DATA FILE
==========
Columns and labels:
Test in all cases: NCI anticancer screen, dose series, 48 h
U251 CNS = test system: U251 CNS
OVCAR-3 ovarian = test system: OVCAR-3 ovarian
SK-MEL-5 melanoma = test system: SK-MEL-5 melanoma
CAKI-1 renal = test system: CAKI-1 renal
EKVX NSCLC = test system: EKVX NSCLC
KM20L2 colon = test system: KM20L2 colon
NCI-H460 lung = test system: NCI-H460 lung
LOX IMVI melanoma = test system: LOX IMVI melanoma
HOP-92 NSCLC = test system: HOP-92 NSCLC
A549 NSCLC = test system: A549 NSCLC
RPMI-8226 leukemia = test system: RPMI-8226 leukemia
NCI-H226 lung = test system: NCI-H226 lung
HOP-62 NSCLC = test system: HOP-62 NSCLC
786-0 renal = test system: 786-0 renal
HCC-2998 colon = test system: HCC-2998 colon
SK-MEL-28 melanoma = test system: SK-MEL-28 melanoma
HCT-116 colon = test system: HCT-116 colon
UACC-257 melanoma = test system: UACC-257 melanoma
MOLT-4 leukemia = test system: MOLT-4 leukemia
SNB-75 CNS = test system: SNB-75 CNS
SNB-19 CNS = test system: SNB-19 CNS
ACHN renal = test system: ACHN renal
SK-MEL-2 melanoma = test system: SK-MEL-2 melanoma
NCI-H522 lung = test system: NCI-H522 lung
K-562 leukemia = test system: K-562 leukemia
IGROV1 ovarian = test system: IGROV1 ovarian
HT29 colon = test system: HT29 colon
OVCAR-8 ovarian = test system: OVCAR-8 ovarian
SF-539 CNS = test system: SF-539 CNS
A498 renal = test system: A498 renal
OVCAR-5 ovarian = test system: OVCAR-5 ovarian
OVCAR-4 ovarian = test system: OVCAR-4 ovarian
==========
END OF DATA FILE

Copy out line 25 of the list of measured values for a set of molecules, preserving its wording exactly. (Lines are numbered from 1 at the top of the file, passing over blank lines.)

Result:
SK-MEL-2 melanoma = test system: SK-MEL-2 melanoma